Milwaukee has a ton of speed, talent and potential in its system of outfielders. The question remains whether they continue to progress, especially with plate discipline and eliminating so many strikeouts.
The trade of Michael Brantley as the player to be named later in the CC Sabathia trade gives these guys a better chance of making the big-league club, but they're earning their stripes and it will be interesting to see which one or two jump ahead of the others.
Here is BrewerUpdate.com's current rankings, which could change dramatically once these younger guys gain more experience and exposure.
The Oregon State product was the club's third-round pick in 2006 after being a co-captain and conference player of the year for the NCAA national champions. Gillespie may not be flashy or possess the athletic tools of other outfielders in the system, but he features the necessary intangibles and offers consistent production.
Gillespie has made a steady climb since leading the Pioneer League in on-base percentage (.464) at Helena in '06. Although he batted only .267 at Brevard County the next summer, he belted 12 homers and knocked in 62.
And then he became a key contributor for the powerful offensive machine in Huntsville last season, hitting .281 with 38 doubles, 14 homers and 79 RBI despite battling a broken toe on his right foot.
He isn't a speed burner, but he stole 16 bases in 2007 and was 17 of 18 last year. He needs to cut back on strikeouts, whiffing 197 times the last two campaigns, but he's also walked a combined 147 times to give him OBPs of .378 and .386, respectively.
Gillespie is an adequate defender, having committed five miscues a year ago. One would think he'd spend most of his time at Triple-A this season.
2. Lorenzo Cain
His speed and defense are strong points for Cain, like Gillespie a right-handed hitter. It's simply a matter of Cain--the top outfield prospect in many people's eyes—maturing offensively, especially in plate and strike zone discipline.
The 17th-rounder from 2004 was a draft-and-follow who was a topnotch performer in Arizona in '05 and an All-Star at West Virginia the following summer, leading the circuit in several categories including doubles, total bases and slugging percentage.
He spent all of 2007 at Brevard County, batting .276 with 97 strikeouts and 37 walks in 126 contests. Cain then bounced around between three levels a year ago, playing 80 games with the Manatees (.287) and making 40 appearances with Huntsville (.277) while combining for 11 homers, 58 RBI and 109 strikeouts.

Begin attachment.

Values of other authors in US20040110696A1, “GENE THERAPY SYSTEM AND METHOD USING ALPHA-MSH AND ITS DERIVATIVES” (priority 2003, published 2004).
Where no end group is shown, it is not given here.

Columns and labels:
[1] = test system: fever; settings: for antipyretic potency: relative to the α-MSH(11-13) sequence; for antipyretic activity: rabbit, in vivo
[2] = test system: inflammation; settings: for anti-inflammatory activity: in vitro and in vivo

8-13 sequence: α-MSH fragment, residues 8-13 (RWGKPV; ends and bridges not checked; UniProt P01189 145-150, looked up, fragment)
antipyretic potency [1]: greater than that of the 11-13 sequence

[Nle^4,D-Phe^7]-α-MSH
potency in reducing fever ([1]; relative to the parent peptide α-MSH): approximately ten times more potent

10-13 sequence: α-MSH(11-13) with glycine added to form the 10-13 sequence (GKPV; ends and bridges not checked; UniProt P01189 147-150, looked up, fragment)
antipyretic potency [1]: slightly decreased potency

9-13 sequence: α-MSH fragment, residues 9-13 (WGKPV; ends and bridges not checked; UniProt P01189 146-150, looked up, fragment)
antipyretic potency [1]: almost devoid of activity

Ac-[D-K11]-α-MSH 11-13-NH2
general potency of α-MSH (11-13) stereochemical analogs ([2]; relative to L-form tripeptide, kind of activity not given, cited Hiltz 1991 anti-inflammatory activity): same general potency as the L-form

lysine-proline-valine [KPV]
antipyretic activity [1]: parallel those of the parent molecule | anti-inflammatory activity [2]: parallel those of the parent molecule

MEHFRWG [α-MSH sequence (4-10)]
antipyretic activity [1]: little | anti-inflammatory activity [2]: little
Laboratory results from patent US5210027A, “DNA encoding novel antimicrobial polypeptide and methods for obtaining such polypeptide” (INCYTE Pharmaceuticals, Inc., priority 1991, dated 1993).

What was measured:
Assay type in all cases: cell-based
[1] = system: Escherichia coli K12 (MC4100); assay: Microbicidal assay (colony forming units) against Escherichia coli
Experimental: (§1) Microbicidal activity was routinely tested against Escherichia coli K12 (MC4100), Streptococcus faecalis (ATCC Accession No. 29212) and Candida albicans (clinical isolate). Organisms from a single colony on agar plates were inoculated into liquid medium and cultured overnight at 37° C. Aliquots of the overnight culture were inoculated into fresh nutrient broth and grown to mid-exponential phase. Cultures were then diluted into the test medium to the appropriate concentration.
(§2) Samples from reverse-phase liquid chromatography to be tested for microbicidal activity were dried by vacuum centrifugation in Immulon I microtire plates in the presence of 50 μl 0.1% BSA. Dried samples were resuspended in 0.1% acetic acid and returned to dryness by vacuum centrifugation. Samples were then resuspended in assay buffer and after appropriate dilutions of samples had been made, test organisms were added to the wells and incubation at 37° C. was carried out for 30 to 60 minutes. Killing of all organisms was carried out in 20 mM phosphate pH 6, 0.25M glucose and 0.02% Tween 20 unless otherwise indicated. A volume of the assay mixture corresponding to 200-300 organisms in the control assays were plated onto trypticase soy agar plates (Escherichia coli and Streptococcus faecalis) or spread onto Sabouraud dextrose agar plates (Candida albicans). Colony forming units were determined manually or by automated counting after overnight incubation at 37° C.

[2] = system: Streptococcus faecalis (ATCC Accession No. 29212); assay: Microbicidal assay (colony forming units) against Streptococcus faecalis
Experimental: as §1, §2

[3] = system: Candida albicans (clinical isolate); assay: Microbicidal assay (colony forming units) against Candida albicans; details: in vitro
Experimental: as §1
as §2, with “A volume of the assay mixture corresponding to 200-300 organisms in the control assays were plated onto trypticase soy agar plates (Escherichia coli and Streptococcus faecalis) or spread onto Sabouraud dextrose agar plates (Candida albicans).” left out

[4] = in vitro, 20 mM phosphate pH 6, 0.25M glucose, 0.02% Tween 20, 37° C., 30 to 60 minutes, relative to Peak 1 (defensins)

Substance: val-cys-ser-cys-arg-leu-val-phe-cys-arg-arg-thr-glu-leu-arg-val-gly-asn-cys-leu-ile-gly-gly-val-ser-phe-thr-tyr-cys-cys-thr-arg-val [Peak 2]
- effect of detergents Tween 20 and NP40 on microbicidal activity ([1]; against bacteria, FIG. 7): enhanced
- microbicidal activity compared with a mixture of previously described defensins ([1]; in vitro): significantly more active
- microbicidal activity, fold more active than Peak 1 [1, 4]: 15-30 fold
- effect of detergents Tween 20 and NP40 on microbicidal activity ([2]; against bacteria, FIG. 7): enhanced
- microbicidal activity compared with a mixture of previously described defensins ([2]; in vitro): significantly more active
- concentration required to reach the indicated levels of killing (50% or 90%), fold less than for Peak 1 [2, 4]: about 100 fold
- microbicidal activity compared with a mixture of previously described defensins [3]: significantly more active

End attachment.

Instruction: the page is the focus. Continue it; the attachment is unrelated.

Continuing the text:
Cain fine-tuned his raw and still blossoming skills in the Arizona Fall League, batting .333 (21 for 63) with five homers, 11 RBI and a .382 OBP in 18 outings.
He should be Huntsville's starting center fielder this season.
3. Caleb Gindl
This kid is another potential fast riser, having led the Pioneer League in batting with a .372 average after being taken in the fifth round out of Pace High School in Florida in 2007. He finished with five long balls and 42 RBI, and he provided even more power and production in his first full season at West Virginia this past year.
Gindl batted .307 with 38 two-baggers, 13 round-trippers, 81 RBI, 241 total bases and a .388 OBP, which should only get better as he makes more contact—he struck out 144 times in 508 at-bats.
The 20-year-old honed those skills in the Hawaii Winter League, hitting .281 with three homers and 18 RBI in 25 games that included a .361 OBP. He batted .350 during his final 10 contests, with two long balls and four of his six doubles.
It will be interesting to see how he handles the Florida League this summer.
4. Logan Schafer
Milwaukee's third-round choice this past June, Schafer joined Gindl in Hawaii, where he batted .244 (21 of 86) in 26 appearances, contributing a homer and 10 RBI with a 13-7 walks-to-strikeouts ratio.
That latter statistic was impressive considering Schafer had fanned 42 times with only eight free passes in 43 games at West Virginia. He started but played only eight games at Helena, with a triple, two homers and eight RBI.
Schafer then played in the SAL during the Power's run to the playoffs, batting .276 with 13 doubles and 20 RBI. That's where he should suit up again this summer.
5. Erik Komatsu
The team's eighth-round selection from a year ago—and like Gindl and Schafer, he bats from the left side--isn't far behind after being named a Pioneer League All-Star. He batted .321 in 68 games for the Brewers, finishing with 19 doubles, 11 homers, 47 RBI and final numbers of .394/.538/.932.
The Cal-State Fullerton product struck out 42 times against 30 walks and contributed eight stolen bases.
On the radar
Cutter Dykstra: One of the Brewers' three second-round picks last season, the right-handed hitting Dykstra split time between Helena and Arizona because of a groin injury.
The son of former big-leaguer Lenny Dykstra hit .269 in 10 outings in the desert and compiled a .271 showing in 38 contests in Montana, finishing with nine doubles, five homers, 17 RBI and a .367 OBP during his second stop.
One would assume that he'd play in Appleton this summer, at least to start out. He also should rise quickly if healthy.
Lee Haydel: This lefty, a 19th-round pick in 2006 and another draft-and-follow, hasn't hit a homer in pro ball, but his game is speed and defense.
Haydel hit .276 at Helena in '07 with 17 extra-base hits and 20 RBI in 62 contests. He improved to .295 at West Virginia last summer, including .307 with runners in scoring position and .308 or better in three straight months from June-August.
He accumulated 21 doubles, eight triples and 50 RBI and scored 68 runs. However, Haydel must cut down on his Ks, having struck out 107 times to only 32 walks. He stole 34 bases but was caught 17 times.